Money Moves

Experience preferred for financial recruits

By Elaine Chow

This is a fortnightly series of articles focusing on the banking and financial industries

Michael Chan, vice president, sales distribution, Manulife Hong Kong
Photo: Edve Leung

The financial planning industry is generally recognised as one of the fastest growing sectors in Hong Kong and is stepping up its drive for recruits with experience and maturity. This reflects not only the prospects for overall growth, but also the fact that many target clients may feel more comfortable dealing with more seasoned professionals when discussing their financial affairs.

According to the Population Project 2002-2031 issued by the Census and Statistics Department, the proportion of Hong Kong's population aged 50 or above will grow from 24 per cent in 2004 to 41 per cent in 2024. With this major demographic shift taking place, financial institutions are keen to help individuals with constructive plans for the future, which do not rely on receiving government support.

Michael Chan, vice president, sales distribution for Manulife Hong Kong and a veteran of the industry, confirms that more financial planning professionals are needed, but stresses that his company's policy is to recruit only the best people. All the same, they plan to recruit 1,700 agents in 2005, a substantial increase on the roughly 1,000 taken on in 2004.

When asked about the attributes which applicants require, Mr Chan identifies the core characteristics: lifetime commitment to the industry and the client, integrity, selling skills, and leading by example. Besides that, candidates should have a current annual income of HK$300-400,000 and over five years working experience. Around 50 per cent of new recruits are expected to come from the banking industry with the remainder mostly from sales-related positions in other sectors.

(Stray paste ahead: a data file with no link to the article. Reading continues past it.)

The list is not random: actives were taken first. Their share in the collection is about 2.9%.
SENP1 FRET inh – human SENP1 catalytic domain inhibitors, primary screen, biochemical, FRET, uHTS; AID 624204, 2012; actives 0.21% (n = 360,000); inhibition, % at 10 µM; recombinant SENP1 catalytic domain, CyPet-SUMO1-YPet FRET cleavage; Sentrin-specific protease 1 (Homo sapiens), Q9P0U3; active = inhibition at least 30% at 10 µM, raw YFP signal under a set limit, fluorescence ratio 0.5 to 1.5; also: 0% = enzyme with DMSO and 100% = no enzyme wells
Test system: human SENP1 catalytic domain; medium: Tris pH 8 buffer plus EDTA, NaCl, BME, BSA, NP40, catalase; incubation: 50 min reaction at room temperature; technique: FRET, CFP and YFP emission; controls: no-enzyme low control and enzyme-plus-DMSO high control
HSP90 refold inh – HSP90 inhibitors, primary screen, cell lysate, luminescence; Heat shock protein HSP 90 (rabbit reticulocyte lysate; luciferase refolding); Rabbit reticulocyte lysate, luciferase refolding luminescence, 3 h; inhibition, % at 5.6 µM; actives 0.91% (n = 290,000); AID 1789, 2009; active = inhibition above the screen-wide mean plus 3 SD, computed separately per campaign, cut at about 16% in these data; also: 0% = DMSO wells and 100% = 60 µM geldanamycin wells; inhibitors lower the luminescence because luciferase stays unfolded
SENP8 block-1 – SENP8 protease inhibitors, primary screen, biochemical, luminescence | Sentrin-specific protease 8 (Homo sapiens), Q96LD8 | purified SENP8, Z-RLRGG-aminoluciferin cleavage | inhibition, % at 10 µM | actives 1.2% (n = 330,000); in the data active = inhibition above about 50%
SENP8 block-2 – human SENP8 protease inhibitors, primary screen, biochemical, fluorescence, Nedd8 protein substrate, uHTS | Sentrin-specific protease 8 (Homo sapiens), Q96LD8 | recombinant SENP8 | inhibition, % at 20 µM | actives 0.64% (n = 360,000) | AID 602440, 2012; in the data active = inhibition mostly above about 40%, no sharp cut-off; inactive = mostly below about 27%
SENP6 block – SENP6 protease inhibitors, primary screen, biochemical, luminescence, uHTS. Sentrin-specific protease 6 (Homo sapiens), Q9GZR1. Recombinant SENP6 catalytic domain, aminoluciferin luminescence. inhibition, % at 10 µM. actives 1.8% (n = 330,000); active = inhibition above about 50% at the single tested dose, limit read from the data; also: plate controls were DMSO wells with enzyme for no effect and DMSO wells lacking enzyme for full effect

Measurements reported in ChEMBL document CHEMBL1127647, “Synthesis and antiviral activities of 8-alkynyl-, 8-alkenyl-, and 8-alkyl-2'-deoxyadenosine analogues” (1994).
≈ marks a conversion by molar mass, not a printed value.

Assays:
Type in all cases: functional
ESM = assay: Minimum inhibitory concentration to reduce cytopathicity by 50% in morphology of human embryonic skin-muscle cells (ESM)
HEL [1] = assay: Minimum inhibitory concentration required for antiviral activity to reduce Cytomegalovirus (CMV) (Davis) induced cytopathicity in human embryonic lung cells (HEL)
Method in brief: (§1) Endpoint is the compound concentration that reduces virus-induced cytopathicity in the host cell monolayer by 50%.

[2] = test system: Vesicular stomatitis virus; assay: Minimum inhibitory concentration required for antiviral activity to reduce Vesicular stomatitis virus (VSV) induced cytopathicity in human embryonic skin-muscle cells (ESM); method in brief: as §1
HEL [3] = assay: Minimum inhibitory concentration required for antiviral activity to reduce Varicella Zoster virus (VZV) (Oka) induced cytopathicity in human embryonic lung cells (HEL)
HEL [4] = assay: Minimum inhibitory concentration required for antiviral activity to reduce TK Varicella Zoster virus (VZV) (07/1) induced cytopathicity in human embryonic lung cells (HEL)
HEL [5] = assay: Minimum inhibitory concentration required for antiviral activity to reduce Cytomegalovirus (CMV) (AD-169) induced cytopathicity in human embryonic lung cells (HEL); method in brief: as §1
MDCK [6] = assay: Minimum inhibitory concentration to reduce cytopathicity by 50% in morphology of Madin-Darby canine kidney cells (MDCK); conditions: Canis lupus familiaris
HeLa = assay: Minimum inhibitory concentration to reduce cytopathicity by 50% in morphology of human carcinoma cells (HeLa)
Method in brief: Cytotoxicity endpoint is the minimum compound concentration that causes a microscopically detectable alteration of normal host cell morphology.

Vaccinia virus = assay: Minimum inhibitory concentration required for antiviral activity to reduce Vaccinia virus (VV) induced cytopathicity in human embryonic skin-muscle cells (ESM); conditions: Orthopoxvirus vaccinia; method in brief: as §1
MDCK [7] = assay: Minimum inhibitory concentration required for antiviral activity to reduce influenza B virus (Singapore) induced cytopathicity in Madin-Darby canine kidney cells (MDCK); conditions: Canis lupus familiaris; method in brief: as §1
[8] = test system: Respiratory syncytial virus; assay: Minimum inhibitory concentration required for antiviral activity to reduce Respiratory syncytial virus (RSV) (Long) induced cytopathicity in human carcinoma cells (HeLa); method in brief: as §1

Referring to remuneration, Mr Chan mentions that the total commission from selling insurance policies may be declining because investors are looking for quicker returns and different kinds of savings plans, but the initial amount per policy sold has increased.

In 2003, the average premium per policy was HK$12,000 and this jumped to HK$15,000 last year. Since 1997, investment horizons have become noticeably shorter, with investors now thinking in terms of 10 to 20 years rather than the average 30 years of the past.

"Investment-linked products made up only five per cent of our total premium cases in 2004," Mr Chan says. "We will see a lot of growth in consumer interest in savings plans with structures similar to existing MPF plans and rates of return from five to nine per cent."

Some fresh graduates may be recruited as financial planners, but Mr Chan believes that people with appropriate working experience will have an obvious advantage. "Each person is given a sales target," he points out. "Those interested in joining the industry should really be capable of achieving 100 per cent of their annual target within eight months. The best people can sometimes achieve 50 per cent of the year's target by the second month."

Taken from Career Times 04 March 2005, p. 2
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